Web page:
The U.S.S Cod was a World War II submarine, One of the few large submarines that the US Navy had that was not damaged in Pearl Harbor. It was launched on March 21, 1943. The Cod made 7 successful war patrols before the end of the war. It was based out of Perth, Australia.
The U.S.S. Cod is 312 ft long, and weighs 1,525 tons.
While the Cod was a very successful submarine, it also holds a place in history as the only submarine to preform an international sub-to-sub rescue ever.
In July of 1945 a Dutch submarine, the O-19 was grounded on a coral outcropping. The Cod spent 2 days trying to pull the O-19 off the reef, breaking several chains in the process. While the Cod tried to pull the O-19, the O-19 was busy trying to help itself, by putting its engines completely in reverse, blowing the ballast tanks, and firing the torpedoes, hoping that all together, this would pull the submarine loose. It didn’t work. So, the Cod took on the 56 man crew, in addition to the full crew already on the U.S.S. Cod, and then they put demolition charges on the stuck O-19, finishing with shooting 2 torpedoes at it as well, to destroy it so enemy ships couldn’t get to it.
In 2003, the Dutch Navy honored the U.S.S. Cod.
The Cod was removed from service in 1946, only to be recommissioned in 1951 as a part of NATO anti-sub training missions. She was decommissioned again in 1954, but in 1959 was used as a naval reserve training vessel, based in Cleveland, Ohio. The U.S.S Cod quickly became a stop for school children to learn about a bit of history.
Today, the U.S.S. Cod is a war memorial, and a historic landmark. It is the only submarine that allows visitors that had not had ramps built, and holes made in it to allow visitors easier access. If you want to visit, you need to be prepared to enter the hatches and climb down the ladders.
This is the site that greets you when you enter the U.S.S. Cod. You will be in the forward torpedo room. There are 6 torpedo tubes that will hold 16 torpedoes total. There were 2 types of torpedoes used. The MK-14 and the MK-18. The 14 was faster, but also left a wake, pinpointing the sub’s location. In addition to the torpedo tubes, this room also holds 15 bunks for the sailors.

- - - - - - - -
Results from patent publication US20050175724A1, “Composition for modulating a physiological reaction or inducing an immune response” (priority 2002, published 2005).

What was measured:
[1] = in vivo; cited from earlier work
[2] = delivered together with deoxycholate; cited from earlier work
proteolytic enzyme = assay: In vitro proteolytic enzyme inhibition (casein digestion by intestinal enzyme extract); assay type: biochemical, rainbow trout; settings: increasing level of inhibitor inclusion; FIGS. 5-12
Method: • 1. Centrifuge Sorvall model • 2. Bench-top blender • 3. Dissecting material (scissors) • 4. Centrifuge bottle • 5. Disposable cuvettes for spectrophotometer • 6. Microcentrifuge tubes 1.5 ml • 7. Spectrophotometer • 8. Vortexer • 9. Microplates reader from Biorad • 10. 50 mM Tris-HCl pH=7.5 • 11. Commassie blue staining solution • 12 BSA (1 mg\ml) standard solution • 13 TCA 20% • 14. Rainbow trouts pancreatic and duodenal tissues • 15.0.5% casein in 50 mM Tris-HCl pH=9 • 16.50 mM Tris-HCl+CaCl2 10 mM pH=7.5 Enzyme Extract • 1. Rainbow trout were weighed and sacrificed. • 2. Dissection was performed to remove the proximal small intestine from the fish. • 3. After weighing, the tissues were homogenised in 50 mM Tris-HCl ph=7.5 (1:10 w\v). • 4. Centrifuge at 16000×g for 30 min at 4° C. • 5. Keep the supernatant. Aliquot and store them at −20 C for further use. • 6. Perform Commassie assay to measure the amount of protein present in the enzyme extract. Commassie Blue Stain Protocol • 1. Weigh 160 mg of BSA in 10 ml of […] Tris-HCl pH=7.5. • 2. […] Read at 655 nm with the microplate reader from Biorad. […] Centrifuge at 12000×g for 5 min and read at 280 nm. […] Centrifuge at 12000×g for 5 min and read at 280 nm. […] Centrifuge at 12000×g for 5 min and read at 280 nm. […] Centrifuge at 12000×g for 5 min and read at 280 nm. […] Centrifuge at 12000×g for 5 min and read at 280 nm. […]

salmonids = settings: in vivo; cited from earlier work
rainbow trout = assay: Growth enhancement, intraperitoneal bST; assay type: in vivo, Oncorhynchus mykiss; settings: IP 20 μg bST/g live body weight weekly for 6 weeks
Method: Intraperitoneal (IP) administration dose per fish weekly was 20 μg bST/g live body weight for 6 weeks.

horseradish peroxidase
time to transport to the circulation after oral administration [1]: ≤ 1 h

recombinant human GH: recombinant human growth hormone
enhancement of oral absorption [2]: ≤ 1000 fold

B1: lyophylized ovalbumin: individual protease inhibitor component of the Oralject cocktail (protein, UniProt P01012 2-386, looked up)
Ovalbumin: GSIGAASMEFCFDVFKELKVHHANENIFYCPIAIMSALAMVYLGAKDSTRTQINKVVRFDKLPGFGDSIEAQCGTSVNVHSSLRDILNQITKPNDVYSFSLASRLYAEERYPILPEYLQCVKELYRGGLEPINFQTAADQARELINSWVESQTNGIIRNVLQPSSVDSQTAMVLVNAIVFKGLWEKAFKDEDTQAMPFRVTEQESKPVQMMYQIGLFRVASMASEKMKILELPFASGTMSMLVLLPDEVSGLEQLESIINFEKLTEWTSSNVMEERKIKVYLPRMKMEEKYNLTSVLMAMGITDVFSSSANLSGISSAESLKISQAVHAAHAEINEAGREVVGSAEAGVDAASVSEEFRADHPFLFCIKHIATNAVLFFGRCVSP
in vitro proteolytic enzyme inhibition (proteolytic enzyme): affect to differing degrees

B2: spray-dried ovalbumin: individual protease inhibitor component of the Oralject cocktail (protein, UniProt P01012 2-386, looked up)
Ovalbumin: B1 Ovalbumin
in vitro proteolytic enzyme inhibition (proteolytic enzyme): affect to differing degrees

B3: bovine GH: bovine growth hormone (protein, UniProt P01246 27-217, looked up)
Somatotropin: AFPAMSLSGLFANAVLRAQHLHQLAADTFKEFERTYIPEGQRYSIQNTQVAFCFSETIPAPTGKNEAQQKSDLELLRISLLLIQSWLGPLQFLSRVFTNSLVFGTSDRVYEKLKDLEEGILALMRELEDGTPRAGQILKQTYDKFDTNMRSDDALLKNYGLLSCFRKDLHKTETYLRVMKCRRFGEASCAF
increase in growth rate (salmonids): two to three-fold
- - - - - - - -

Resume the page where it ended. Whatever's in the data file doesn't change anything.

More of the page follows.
The next section is the Control Room. When you enter this section, you will notice it is lit with red lighting. This red light is used at night, so if anyone has to go topside, their eyes will already be adjusted to the darkness.
This room is where the controls are that power and steer the submarine, as well as control its depth.
The picture is terrible, because you aren’t allowed to climb into the conning tower. You are allowed to climb halfway up the ladder, for a view. But, I’m short. So, my view was just the rungs of the ladder in front of me that they had put plexiglass over.
The conning tower is the attack center. This is where the periscopes are used, it holds the main steering station, as well as the 2 red firing buttons for the torpedoes.
Next is the After Battery Compartment. It holds another set of batteries. But, it also holds the galley and the mess hall for the elicited men. Only 24 men can sit and eat at a time, so each meal requires 3 shifts.
It was hard to get a decent picture of the space, because it was so small. Now, picture it with a full crew. Up to 97 men filled this submarine, for months at a time.
The refrigerator not only held the tons of meat the crew needed, but other perishables. Under the floor is also the ammunitions locker, that doubled as a jail cell for any Japanese prisoners of war they may have.
When you venture out of the mess hall, there is a berthing area.
On the left, the bunks are stacked, three high and three deep, with no space between side to side. There is a total of 36 bunks in that small space.
Next we have the Forward Engine Room.
This room holds four 1,600HP diesel engines. The engines were actually made in Cleveland, Ohio. This room also holds 2 freshwater stills.
That’s all the pictures I have of the inside. But, next is the After Engine Room that holds additional generators, for use when necessary.
Then is the Maneuvering Room, the men in this room would control the speed of the Cod using a combination of large levers on one side of the room.
Finally, there was the After Torpedo Room. It holds 4 more torpedo tubes, 15 bunks, a signal flare ejector, and a tiny engineering office. On April 27, 1945 this room caught fire and almost destroyed the submarine. Crewman Andrew G. Johnson was helping to fight the fire when he was washed overboard and drowned.
Outside the submarine sits a M-14, on the last known, working, WWII Navy torpedo crane truck. It was used to carry torpedoes to the pier, to be loaded by a larger crane.
Cod Rescues O-19– This is actual video footage of the rescue.